'We are striving towards $5 billion trade with India'
By Shilpa Puri
-Huang Quanheng, Consul-General of China in Mumbai
China has been maintaining a consistent GDP growth for the past many years. What are the factors contributing to this growth?
The 1978-2000 period has seen rapid development in China with an average annual GIMP growth rate of 9.5 per cent.
When it decided to reform its national economic set-up in 1978, the Chinese government embarked on a policy of opening up to the outside world in a planned manner and step-by-step. China has established special economic zones, opened coastal cities to overseas investment, further expanded the open coastal zones into an open costal belt and opened up cities in inland provinces. In addition, free trade zones, state-level economic and technological development zones and new and high-tech industrial development zones were established in large arid medium-sized cities. As these open areas adopt different preferential policies, they play the dual role of "windows" in developing the foreign-oriented economy, generating foreign exchange through exporting products and importing advanced technologies, on one hand, and that of "radiators" in accelerating inland economic development, on the other. The opening-up policy greatly promoted the development of China's foreign trade and utilising foreign capital.
What measures is your country taking to equip itself to face the WTO regime?
After its entry China will face more opportunities even as it faces all kinds of challenges. China's commitments to the WTO are based on an assessment of the Chinese economy itself. China needs to further deepen its reforms and expand its opening-up to meet the needs of the WTO. In order to provide a stable, transparent and predictable legal environment for foreign investors in China, the Chinese government has reviewed and modified 2,300 relevant laws, regulations and documents. China has 20 years of experience in reform and opening-up, the foundation of solid national strength, strong leadership of the Central government and the understanding and support of the whole nation, thus we are confident of fulfilling our due obligations and commitments.
With the WTO, opening up of the agriculture sector will lead to large-scale unemployment, about 11 million in the short and medium term. What is China doing to minimise this negative effect?
One of the most important tasks of China's Tenth Five-Year (2001-2005) Plan is to adjust the national economic structure. China's entry into the WTO accords with this goal. After its entry, China should reasonably adjust the agricultural structure and promote the abilities of agricultural competition on the precondition of ensuring enough food for nearly 1.3 billion people. Under the framework of the WTO, we can provide normal subsidy to agricultural products and provide domestic support; we should also pay attention to export processed agricultural products. China's automobile industry also faces the pressure of reducing tariffs. But we believe that if it can adjust its structure and optimise combination, it might be a rebirth for its automobile industry. The service industry will be open on a large scale according to our commitment. At the same time, the structural adjustment of this sector is also one of the important fields of our reform.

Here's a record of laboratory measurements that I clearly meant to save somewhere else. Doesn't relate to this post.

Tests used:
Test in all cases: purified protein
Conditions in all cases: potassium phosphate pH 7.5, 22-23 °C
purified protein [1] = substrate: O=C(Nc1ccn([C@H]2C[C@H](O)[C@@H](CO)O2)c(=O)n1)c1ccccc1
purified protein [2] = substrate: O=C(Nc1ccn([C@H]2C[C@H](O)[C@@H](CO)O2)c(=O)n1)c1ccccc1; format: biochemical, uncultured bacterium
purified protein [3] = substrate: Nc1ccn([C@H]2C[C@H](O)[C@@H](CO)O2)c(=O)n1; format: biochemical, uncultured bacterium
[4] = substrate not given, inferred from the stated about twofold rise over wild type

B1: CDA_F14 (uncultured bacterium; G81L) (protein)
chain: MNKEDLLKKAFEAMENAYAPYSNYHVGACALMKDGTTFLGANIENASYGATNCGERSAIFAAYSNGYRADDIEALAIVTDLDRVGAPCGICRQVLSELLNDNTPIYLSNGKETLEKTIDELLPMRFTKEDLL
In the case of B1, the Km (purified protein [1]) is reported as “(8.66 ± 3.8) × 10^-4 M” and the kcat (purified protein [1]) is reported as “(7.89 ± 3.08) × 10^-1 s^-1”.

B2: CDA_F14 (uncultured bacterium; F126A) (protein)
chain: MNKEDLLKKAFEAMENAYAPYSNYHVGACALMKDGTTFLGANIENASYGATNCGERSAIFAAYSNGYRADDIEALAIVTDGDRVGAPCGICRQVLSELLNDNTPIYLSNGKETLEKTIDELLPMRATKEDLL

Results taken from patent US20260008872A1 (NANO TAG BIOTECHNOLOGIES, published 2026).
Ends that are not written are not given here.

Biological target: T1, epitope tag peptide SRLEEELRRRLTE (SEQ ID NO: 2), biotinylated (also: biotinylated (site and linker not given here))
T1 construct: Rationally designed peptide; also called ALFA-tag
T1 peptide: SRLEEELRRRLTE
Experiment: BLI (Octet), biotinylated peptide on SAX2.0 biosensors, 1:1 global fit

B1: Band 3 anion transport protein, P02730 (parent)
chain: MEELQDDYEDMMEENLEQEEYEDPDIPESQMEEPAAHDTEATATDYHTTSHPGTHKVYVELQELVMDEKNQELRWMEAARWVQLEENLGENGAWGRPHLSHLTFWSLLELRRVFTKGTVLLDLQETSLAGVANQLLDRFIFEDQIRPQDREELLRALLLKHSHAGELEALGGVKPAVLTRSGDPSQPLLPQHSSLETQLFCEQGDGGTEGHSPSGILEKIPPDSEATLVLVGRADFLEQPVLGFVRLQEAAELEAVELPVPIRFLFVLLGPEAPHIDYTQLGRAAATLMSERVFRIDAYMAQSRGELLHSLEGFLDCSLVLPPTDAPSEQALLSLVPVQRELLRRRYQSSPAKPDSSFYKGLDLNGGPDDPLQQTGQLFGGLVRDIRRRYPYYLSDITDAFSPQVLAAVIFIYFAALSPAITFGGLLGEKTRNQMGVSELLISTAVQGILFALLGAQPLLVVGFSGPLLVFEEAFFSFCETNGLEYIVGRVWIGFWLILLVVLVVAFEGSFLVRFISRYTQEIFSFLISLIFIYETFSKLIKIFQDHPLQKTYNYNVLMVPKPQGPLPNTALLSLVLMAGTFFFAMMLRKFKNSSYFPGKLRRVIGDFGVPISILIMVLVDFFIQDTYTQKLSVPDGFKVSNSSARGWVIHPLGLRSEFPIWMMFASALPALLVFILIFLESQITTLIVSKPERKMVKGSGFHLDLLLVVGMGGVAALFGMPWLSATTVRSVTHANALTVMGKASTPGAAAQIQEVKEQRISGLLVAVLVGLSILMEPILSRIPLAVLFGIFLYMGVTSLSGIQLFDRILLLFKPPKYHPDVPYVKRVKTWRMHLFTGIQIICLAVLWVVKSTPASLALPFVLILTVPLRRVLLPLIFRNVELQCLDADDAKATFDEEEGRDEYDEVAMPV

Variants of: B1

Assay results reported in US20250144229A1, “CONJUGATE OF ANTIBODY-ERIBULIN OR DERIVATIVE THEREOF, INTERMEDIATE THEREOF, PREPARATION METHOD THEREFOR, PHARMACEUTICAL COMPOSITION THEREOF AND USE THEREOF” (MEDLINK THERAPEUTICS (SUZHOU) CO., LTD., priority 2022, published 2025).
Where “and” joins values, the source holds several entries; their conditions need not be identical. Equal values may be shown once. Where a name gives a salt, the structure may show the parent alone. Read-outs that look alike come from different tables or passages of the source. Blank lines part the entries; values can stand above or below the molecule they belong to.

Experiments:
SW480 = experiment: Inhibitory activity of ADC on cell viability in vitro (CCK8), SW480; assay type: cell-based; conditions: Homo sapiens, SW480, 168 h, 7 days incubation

Where does Indo-China economic relations stand today? How do you see this relationship in future?
Viewing the development of bilateral trade in the last 10 years, Indo-China relations have kept momentum. The total trade volume between China and India in 1991 was only $265 million and in 2000 it reached $2.91 4 billion, up by nearly 11 times. But, what I want to point out here is that though the increase in bilateral trade between China and India is relatively rapid, it is incompatible with the general economic strengths and the demands of the huge markets of the two countries. Both China and India have vast territory and abundant resources with huge population and big markets. Thus, there is great potential to tap.
I believe bilateral trade would reach a new stage in the next three years. We are striving towards a total trade volume target of $5 billion.
With China considering FDI in India, do you see growing Chinese interests in this country, especially in the infrastructure sector?
China has already accumulated vast experience in the infrastructure sector and it also has the ability to contract projects abroad. China is interested in participating in Indian infrastructure, especially in hydro-electric power stations, thermal power plants, bridges and highways. China's concerned companies have already had some successful cooperation with their Indian counterparts.